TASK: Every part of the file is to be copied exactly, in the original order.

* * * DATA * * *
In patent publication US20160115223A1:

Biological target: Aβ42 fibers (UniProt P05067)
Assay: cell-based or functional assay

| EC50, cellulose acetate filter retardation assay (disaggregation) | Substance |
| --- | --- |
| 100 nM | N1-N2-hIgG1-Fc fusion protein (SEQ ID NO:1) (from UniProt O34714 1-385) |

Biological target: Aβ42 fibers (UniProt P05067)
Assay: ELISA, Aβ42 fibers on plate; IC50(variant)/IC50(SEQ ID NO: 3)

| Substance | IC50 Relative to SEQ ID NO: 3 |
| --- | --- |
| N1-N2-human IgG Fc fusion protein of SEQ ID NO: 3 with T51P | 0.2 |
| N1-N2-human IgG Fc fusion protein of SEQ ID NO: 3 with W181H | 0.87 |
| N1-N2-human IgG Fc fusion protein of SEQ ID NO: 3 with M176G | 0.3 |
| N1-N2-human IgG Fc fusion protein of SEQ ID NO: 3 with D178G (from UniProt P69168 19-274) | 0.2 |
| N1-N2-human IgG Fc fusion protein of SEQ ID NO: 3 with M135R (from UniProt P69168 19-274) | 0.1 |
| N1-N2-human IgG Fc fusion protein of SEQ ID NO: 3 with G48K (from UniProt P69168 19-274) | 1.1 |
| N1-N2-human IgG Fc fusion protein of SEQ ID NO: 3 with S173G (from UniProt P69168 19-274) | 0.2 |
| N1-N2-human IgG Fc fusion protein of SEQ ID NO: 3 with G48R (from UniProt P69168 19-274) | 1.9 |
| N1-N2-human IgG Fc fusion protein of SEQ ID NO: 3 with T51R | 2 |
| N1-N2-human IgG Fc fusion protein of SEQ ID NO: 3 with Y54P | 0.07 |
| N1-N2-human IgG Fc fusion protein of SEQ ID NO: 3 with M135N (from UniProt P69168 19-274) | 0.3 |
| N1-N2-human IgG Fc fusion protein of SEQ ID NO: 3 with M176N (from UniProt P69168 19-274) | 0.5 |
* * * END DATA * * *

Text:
In patent publication US20160115223A1:

Biological target: Aβ42 fibers (UniProt P05067)
Assay: cell-based or functional assay

| EC50, cellulose acetate filter retardation assay (disaggregation) | Substance |
| --- | --- |
| 100 nM | N1-N2-hIgG1-Fc fusion protein (SEQ ID NO:1) (from UniProt O34714 1-385) |

Biological target: Aβ42 fibers (UniProt P05067)
Assay: ELISA, Aβ42 fibers on plate; IC50(variant)/IC50(SEQ ID NO: 3)

| Substance | IC50 Relative to SEQ ID NO: 3 |
| --- | --- |
| N1-N2-human IgG Fc fusion protein of SEQ ID NO: 3 with T51P | 0.2 |
| N1-N2-human IgG Fc fusion protein of SEQ ID NO: 3 with W181H | 0.87 |
| N1-N2-human IgG Fc fusion protein of SEQ ID NO: 3 with M176G | 0.3 |
| N1-N2-human IgG Fc fusion protein of SEQ ID NO: 3 with D178G (from UniProt P69168 19-274) | 0.2 |
| N1-N2-human IgG Fc fusion protein of SEQ ID NO: 3 with M135R (from UniProt P69168 19-274) | 0.1 |
| N1-N2-human IgG Fc fusion protein of SEQ ID NO: 3 with G48K (from UniProt P69168 19-274) | 1.1 |
| N1-N2-human IgG Fc fusion protein of SEQ ID NO: 3 with S173G (from UniProt P69168 19-274) | 0.2 |
| N1-N2-human IgG Fc fusion protein of SEQ ID NO: 3 with G48R (from UniProt P69168 19-274) | 1.9 |
| N1-N2-human IgG Fc fusion protein of SEQ ID NO: 3 with T51R | 2 |
| N1-N2-human IgG Fc fusion protein of SEQ ID NO: 3 with Y54P | 0.07 |
| N1-N2-human IgG Fc fusion protein of SEQ ID NO: 3 with M135N (from UniProt P69168 19-274) | 0.3 |
| N1-N2-human IgG Fc fusion protein of SEQ ID NO: 3 with M176N (from UniProt P69168 19-274) | 0.5 |